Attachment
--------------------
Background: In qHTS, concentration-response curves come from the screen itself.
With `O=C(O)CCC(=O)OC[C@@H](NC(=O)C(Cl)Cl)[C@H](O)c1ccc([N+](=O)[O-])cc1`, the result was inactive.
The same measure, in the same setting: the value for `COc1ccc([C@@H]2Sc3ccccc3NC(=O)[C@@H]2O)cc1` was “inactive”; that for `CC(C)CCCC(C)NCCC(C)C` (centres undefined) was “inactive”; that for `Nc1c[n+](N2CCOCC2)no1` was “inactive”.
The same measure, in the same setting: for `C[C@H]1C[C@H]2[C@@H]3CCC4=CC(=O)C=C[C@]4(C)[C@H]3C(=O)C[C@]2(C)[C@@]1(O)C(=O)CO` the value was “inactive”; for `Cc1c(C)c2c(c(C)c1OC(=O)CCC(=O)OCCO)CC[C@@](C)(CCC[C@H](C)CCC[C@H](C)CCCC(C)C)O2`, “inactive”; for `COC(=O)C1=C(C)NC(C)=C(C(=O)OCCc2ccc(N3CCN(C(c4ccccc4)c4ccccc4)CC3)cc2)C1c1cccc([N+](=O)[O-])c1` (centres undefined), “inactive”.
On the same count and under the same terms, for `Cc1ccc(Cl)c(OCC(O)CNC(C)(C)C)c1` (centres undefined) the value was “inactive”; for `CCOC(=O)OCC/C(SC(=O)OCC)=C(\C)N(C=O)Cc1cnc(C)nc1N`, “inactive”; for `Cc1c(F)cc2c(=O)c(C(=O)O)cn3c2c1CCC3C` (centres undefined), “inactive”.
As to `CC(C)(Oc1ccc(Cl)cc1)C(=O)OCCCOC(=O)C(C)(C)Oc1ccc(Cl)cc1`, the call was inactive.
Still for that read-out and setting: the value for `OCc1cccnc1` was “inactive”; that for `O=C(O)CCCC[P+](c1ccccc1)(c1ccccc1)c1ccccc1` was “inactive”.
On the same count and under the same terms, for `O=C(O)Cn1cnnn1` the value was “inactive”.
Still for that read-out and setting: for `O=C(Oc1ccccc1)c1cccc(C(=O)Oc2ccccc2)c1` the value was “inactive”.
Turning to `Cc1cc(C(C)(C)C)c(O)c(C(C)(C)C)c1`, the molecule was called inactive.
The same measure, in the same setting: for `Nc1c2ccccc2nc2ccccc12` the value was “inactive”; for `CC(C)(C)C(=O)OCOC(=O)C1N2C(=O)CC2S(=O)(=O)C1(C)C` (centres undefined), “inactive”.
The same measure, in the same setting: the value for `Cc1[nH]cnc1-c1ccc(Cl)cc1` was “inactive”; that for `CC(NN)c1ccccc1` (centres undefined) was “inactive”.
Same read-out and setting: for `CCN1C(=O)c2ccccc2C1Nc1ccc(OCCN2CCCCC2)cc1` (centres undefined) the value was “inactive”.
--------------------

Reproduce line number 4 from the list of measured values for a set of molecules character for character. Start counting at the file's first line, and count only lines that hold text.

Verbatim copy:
The same measure, in the same setting: for `C[C@H]1C[C@H]2[C@@H]3CCC4=CC(=O)C=C[C@]4(C)[C@H]3C(=O)C[C@]2(C)[C@@]1(O)C(=O)CO` the value was “inactive”; for `Cc1c(C)c2c(c(C)c1OC(=O)CCC(=O)OCCO)CC[C@@](C)(CCC[C@H](C)CCC[C@H](C)CCCC(C)C)O2`, “inactive”; for `COC(=O)C1=C(C)NC(C)=C(C(=O)OCCc2ccc(N3CCN(C(c4ccccc4)c4ccccc4)CC3)cc2)C1c1cccc([N+](=O)[O-])c1` (centres undefined), “inactive”.